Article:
Dillon, Frisco push to speed up marina openings
DILLON — Officials in Dillon and Frisco are wishing to open their respective marinas to the public as soon as possible in hopes of jumpstarting their economies for the summer and providing residents with some normalcy amid ongoing social-distancing efforts.
Dillon staff presented the town council with a COVID-19 financial contingency plan during a work session Tuesday evening, walking officials through a number of cost-saving measures to help weather expected shortfalls in revenue. Officials also discussed their strategies for getting the town’s major amenities open to the public, even if it means reduced capacities or other operational tweaks.
“We’re trying to be as aggressive as we possibly can with things like opening the marina and the amphitheater,” said Nathan Johnson, Dillon’s town manager. “Right now, the marina is labeled by the public health order as a high-risk area for COVID spreading … but we don’t feel like that is necessarily accurate. So we’ve partnered with the town of Frisco to work on a plan together that we are going to submit to public health to advocate for why it needs to be reclassified.”
Dillon is forecasting about a $2.1 million hit to its revenue in 2020 based on an estimated 25% drop in sales tax for the year. Though cuts in spending — including delays to $400,000 of street overlay work and Town Park improvements — along with excess revenue from 2019 will help cushion the blow.
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The town is also anticipating a reduction in revenue at the marina near $500,000. Marinas, including Dillon and Frisco’s, are listed as “high-risk recreation” in the county’s COVID-19 Roadmap to Recovery — meaning they’re required to remain closed during the current stabilization stage one.
Dillon Town Council members voiced their support for “aggressively” pushing for quick openings, noting that extended closures to the town’s main attractions could hit Dillon harder than larger, more diverse mountain communities. Officials have been working with their counterparts in Frisco in early discussions with the county and to develop a proposal to try to move up potential opening dates.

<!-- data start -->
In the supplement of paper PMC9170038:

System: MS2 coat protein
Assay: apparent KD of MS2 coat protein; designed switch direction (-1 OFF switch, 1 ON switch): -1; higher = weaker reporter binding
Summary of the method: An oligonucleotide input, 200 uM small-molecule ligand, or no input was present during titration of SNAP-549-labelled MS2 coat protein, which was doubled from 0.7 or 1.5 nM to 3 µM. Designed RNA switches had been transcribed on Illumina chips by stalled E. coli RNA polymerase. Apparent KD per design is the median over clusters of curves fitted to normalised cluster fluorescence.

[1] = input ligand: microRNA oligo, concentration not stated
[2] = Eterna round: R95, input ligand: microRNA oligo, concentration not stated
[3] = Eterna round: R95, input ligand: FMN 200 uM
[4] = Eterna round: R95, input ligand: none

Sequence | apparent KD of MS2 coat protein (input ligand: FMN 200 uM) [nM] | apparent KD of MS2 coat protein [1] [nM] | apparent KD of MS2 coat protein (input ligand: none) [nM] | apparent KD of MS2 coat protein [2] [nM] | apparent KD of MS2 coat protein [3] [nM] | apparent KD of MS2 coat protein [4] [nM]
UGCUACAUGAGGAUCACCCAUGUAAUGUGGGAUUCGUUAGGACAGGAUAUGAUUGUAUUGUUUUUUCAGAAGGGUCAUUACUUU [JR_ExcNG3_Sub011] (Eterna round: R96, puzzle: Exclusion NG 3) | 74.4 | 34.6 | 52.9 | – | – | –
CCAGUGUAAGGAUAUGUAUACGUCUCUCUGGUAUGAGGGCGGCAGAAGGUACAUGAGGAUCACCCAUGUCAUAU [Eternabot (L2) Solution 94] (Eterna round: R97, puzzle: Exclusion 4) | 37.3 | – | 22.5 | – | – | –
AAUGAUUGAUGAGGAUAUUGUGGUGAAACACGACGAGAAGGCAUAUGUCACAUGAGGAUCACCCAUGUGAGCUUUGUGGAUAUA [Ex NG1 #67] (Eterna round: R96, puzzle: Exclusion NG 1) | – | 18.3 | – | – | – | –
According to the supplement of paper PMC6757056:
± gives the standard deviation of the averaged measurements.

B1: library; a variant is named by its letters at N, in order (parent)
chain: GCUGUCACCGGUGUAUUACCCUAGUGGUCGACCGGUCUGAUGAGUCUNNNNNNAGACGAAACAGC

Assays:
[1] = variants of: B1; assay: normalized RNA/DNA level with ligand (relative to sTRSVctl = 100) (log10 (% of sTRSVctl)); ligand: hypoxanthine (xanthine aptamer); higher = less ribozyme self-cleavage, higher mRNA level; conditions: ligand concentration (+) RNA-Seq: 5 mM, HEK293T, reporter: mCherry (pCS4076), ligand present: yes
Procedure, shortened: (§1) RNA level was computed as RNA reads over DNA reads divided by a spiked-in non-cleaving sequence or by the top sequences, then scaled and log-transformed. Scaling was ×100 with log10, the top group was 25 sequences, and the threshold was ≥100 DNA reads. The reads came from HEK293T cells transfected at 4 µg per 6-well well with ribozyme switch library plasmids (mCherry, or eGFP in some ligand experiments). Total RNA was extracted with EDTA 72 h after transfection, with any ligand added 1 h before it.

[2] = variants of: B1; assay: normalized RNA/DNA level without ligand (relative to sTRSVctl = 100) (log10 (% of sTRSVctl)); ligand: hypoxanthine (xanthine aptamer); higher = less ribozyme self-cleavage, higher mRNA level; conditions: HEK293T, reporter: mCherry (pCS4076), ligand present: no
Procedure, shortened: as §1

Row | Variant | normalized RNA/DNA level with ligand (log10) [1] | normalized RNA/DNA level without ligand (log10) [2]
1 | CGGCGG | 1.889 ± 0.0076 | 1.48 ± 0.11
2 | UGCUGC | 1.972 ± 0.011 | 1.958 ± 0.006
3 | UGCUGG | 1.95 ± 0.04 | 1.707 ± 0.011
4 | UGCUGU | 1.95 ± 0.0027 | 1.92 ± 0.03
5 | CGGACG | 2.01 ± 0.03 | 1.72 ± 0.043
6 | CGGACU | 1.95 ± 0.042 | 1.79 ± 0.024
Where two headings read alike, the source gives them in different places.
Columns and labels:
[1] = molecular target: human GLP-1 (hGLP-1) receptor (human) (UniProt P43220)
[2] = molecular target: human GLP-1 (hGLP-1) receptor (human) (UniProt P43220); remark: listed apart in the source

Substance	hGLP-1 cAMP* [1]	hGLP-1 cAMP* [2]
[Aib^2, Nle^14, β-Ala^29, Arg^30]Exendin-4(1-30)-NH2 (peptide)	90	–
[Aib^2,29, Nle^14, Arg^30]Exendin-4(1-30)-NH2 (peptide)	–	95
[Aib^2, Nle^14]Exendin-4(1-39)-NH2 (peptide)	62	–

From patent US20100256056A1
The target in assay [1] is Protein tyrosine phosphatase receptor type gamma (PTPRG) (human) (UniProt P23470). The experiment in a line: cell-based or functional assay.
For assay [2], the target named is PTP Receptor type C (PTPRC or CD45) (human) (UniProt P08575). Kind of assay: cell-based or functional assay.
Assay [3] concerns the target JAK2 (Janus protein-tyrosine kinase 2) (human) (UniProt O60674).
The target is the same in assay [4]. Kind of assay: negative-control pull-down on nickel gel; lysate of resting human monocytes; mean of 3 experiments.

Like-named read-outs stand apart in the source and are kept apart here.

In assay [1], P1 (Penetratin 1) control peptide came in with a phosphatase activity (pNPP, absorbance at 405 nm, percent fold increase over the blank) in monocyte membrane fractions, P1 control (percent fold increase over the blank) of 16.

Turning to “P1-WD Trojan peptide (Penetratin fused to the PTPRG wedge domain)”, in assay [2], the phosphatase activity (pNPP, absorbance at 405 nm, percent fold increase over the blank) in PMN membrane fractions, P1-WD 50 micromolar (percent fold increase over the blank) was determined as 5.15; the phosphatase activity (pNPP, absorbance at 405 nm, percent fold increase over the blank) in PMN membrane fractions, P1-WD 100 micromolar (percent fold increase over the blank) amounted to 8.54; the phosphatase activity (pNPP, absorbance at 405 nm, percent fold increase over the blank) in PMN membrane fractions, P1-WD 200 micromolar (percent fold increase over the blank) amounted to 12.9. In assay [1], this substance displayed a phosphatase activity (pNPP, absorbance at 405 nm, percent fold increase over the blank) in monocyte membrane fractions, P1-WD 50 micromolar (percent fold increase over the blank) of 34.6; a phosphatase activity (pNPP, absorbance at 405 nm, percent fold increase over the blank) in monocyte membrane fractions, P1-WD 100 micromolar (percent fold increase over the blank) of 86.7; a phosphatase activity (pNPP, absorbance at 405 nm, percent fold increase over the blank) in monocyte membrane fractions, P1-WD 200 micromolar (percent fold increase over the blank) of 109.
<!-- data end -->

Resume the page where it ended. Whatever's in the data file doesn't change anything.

“It got classified as high risk, and I think there are some elements of boating in general that I’m not so sure are high risk,” said Diane McBride, Frisco’s director of recreation. “The goal is to come up with a document the county feels comfortable with. … We want to follow the public health guidelines. But we also want (county officials) to know that we’re really doing everything we can to make this a safe operation for all of our guests.”
McBride said the document would include guidelines for how marina operations could change to help protect the health of visitors, including prohibiting congregating on the docks, limiting the number of boat rentals, new social-distancing and face-covering policies, and more.
Officials in Dillon and Frisco noted that the county appeared receptive to the pitch, which could be officially submitted as early as Thursday, May 7.
“We are researching any guidance available associated with appropriate precautionary measures related to marinas,” said Julie Sutor, the county’s director of communications. “And we are certainly open to discussions with the towns, and coming up with strategies for how they can maintain proper social distancing and operate safely.”
In addition to marina talk, Dillon officials also voiced a strong desire to see other amenities up and running this summer, including the farmers market and amphitheater. And while the towns seems determined to try to provide a free concert or more this summer, guests should be prepared for a different look — whether that means limiting occupancy, letting people set up along Lodgepole Street, facing speakers out toward boats on the marina or other solutions.
“Our amphitheater and our marina are a disproportionate part of our economy here in the summer,” council member Brad Bailey said. “The bigger towns … have multiple other amenities and avenues for people to enjoy and pay sales tax. But (we should do) anything we can to talk to the county commissioners and Denver Water Board to let them know we would be disproportionately affected if that amphitheater or marina wasn’t operating.”
“I think it would be such a wonderful thing for our community if we could have a free concert,” council member Jen Barchers added. “Even if everyone is 6 feet apart, it would be an awesome way to give back.”
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